[Tue. Jan. 20. 1914]  Tue.20 Elbert helped A wash today, Casava spent the evening here & we all played flinch. 

[Wed. Jan. 21. 1914]  Wed.21. Elbert went to work in the shipyard today

[Fri. Jan. 23. 1914] Fri.23.  Patched & darned all day & helped get supper. Uncle Will & Elsie came over with there music box  I enjoy that so much. Elbert went to town. 

[Sun. Jan. 25. 1914]  Sun.25.  Well Elbert found the hunky that the accordian belong to & he came & got it this morn.  Grace Ciscal & Rue Bensen called or spent the after noon with Nellie. N took them aboard the Str. Sterns & Bakers showed them over the boat Grace. & Bakers had never had that treat before & enjoyed emencely

[Sun. Jan. 25. 1914] Page 125. Mon.26.  Well I done the washing with A’s help  I turned out most all the clothes & sudsed & wrinsed & starched them all but 1/2 dozen pieces, got a scolding from every one & the outsider but it didn’t hurt me neither the scolding or washing  ha,ha, A was more tired than I.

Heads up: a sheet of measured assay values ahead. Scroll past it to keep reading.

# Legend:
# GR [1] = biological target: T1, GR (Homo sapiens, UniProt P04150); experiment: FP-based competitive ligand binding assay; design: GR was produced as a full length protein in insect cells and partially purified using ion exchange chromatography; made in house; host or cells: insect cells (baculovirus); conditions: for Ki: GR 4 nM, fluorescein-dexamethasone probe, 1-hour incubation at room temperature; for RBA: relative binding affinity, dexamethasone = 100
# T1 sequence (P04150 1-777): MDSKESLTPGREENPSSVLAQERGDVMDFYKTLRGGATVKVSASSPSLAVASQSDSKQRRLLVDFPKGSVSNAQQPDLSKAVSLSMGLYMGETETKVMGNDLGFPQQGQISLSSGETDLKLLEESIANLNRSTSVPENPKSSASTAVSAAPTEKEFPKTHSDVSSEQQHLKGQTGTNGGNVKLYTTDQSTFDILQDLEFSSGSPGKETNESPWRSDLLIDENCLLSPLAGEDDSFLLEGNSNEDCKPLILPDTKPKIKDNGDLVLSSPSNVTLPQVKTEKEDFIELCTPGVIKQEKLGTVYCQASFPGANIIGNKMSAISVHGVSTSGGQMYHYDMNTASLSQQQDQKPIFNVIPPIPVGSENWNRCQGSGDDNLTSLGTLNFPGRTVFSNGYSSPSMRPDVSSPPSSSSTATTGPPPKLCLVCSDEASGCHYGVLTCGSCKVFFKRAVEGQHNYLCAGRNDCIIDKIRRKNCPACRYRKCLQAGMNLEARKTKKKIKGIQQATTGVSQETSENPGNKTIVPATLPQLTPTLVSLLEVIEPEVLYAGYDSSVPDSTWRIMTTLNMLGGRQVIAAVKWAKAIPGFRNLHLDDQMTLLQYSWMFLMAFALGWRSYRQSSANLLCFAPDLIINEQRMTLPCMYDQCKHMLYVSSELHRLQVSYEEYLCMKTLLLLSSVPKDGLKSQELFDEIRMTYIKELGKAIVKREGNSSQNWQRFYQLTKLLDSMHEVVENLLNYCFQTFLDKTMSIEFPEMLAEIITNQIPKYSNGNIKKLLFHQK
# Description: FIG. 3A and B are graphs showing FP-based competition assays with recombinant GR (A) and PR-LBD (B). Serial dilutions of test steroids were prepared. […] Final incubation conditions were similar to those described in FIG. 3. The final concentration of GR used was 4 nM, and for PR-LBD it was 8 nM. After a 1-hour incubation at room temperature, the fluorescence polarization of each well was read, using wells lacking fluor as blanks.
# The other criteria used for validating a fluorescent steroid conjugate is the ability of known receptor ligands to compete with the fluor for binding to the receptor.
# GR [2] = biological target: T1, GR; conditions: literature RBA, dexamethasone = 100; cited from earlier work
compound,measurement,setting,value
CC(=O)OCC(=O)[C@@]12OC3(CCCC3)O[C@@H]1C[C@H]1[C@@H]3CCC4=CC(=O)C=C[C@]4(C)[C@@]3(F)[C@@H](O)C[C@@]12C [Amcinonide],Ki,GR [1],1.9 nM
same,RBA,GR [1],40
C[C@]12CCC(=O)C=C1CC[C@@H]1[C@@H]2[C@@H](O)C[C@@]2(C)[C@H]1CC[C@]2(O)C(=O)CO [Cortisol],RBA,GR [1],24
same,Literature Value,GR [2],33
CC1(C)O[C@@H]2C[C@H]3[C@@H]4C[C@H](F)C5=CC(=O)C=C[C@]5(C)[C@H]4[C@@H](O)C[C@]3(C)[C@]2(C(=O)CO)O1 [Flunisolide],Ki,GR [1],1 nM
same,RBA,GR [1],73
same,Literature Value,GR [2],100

[Tue. Jan. 27. 1914] Tue.27.  Well I am suposed to feel half dead today but feel as well as useral  ha.ha,ha.

[Wed. Jan. 28. 1914]  Wed.28.  Pa’s birthday  he is 52 yrs. old today  I sent him a letter & birthday card a week ago he must have got them for his birthday, hope he’s well. 

[Thrs. Jan. 29. 1914]  Thurs.29.  Ship keepers all call for which I’m glad, as it helps to pass the time more pleasent  I do get tired, but still I go from one room to the other & wait on myself & help the rest some times, will know how to appreciate my drumm sticks .  The Aimes’es put their music box out on the stern deck & turned the horn up here , for me to hear the music the wind was in the south & I heard it as plain as could be, for two hours or more. 

[Fri. Jan. 30. 1914]  Fri.30.  Mended & crocheted some today  Mr. Casava was here a little while this after noon

[Sat. Jan. 31. 1914]  Sat.31.  Wyn Grant’s birth day she is 38 I think.  Elbert went to town & Uncle & Elsie came with music box & when Elbert came and Music was done we all had a lunch & then Uncle & Elsie went home & we went to bed ha,ha.ha,